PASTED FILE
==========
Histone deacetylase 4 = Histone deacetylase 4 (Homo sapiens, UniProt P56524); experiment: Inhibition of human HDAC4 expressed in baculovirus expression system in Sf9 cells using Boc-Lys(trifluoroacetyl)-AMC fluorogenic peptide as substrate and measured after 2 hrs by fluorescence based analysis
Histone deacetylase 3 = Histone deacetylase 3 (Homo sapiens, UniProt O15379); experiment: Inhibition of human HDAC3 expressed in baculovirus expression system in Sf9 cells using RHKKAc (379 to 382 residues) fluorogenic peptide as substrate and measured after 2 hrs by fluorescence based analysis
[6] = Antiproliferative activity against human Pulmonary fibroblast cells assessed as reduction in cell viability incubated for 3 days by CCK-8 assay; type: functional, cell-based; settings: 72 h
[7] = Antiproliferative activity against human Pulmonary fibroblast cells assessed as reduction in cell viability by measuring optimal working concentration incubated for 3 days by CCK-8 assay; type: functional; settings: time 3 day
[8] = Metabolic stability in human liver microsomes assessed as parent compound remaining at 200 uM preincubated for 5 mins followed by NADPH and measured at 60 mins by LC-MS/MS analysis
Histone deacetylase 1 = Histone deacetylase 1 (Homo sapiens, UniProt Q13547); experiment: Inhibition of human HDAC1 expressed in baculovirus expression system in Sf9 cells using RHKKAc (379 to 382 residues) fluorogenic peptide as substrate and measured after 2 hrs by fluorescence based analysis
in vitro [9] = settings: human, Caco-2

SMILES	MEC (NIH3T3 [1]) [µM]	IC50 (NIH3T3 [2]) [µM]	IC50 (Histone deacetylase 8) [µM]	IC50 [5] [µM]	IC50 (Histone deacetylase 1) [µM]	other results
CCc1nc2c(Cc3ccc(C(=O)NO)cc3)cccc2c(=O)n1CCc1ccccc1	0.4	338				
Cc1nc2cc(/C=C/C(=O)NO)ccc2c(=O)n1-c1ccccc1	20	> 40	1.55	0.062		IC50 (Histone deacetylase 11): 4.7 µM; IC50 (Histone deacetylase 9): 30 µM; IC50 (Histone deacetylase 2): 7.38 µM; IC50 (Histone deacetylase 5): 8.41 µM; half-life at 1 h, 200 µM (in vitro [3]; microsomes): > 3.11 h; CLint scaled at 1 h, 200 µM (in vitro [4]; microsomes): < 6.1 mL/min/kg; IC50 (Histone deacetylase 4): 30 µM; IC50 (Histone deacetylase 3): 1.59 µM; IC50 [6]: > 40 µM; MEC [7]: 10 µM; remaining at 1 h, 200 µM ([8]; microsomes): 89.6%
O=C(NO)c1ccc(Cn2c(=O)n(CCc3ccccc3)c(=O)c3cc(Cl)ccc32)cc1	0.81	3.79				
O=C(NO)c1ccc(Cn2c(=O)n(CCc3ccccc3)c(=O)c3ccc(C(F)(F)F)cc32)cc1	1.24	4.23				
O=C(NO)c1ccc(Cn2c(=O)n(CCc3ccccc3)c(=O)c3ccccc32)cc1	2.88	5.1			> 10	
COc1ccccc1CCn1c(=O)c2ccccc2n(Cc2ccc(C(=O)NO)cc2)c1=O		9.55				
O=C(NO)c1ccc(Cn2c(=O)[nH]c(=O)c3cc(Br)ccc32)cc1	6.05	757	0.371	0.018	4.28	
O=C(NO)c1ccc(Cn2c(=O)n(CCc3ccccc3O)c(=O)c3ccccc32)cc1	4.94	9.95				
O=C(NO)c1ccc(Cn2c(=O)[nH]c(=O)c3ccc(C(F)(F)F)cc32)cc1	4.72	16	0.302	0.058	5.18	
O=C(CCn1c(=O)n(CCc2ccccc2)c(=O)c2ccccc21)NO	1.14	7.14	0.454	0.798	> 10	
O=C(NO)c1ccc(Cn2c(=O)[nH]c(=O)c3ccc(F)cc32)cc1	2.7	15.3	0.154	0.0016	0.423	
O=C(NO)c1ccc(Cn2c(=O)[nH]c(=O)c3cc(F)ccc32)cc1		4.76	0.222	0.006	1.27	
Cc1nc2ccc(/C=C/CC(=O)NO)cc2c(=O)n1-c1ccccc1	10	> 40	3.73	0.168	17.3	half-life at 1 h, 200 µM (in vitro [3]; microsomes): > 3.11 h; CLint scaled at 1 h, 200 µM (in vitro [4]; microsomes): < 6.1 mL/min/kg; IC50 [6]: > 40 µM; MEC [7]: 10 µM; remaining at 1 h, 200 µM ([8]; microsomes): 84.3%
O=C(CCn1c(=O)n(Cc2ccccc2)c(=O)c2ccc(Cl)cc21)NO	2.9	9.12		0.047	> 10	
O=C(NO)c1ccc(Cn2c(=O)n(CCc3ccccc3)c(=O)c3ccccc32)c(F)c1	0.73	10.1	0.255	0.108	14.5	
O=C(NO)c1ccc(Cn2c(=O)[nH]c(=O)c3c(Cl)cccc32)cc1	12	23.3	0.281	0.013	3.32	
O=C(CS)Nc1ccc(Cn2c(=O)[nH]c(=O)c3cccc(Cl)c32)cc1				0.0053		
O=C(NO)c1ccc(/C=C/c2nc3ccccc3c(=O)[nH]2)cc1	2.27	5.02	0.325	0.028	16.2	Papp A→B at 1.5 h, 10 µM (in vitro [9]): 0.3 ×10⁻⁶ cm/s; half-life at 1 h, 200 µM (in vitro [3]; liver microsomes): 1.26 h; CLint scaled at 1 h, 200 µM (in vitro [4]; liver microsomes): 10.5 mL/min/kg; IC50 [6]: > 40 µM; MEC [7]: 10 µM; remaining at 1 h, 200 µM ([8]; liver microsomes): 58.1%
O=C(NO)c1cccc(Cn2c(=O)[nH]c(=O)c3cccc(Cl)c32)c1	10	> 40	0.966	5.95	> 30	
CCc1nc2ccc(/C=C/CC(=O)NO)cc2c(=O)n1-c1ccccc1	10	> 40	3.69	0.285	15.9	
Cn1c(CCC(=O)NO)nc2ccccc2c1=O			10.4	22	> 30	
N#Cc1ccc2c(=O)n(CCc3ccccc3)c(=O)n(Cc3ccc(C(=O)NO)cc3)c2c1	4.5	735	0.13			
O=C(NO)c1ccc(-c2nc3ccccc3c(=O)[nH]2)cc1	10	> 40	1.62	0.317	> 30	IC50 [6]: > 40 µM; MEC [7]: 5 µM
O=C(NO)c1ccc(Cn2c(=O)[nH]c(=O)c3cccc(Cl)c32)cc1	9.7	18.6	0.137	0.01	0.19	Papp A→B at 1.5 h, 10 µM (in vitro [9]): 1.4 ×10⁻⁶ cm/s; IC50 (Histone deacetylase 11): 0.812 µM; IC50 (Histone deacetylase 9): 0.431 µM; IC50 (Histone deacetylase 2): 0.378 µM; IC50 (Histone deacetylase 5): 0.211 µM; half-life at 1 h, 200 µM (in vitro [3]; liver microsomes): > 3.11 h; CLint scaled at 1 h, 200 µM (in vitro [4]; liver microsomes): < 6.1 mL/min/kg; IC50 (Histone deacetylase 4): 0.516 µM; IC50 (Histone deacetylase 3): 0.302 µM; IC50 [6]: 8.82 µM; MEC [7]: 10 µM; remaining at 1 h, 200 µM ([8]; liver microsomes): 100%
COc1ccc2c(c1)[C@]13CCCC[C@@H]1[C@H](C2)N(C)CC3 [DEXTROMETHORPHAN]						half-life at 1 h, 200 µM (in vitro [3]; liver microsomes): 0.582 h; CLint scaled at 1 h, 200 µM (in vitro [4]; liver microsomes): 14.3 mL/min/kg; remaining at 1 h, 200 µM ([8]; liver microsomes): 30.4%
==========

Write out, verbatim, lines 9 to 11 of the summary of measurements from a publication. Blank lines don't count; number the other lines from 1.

CCc1nc2c(Cc3ccc(C(=O)NO)cc3)cccc2c(=O)n1CCc1ccccc1	0.4	338				
Cc1nc2cc(/C=C/C(=O)NO)ccc2c(=O)n1-c1ccccc1	20	> 40	1.55	0.062		IC50 (Histone deacetylase 11): 4.7 µM; IC50 (Histone deacetylase 9): 30 µM; IC50 (Histone deacetylase 2): 7.38 µM; IC50 (Histone deacetylase 5): 8.41 µM; half-life at 1 h, 200 µM (in vitro [3]; microsomes): > 3.11 h; CLint scaled at 1 h, 200 µM (in vitro [4]; microsomes): < 6.1 mL/min/kg; IC50 (Histone deacetylase 4): 30 µM; IC50 (Histone deacetylase 3): 1.59 µM; IC50 [6]: > 40 µM; MEC [7]: 10 µM; remaining at 1 h, 200 µM ([8]; microsomes): 89.6%
O=C(NO)c1ccc(Cn2c(=O)n(CCc3ccccc3)c(=O)c3cc(Cl)ccc32)cc1	0.81	3.79				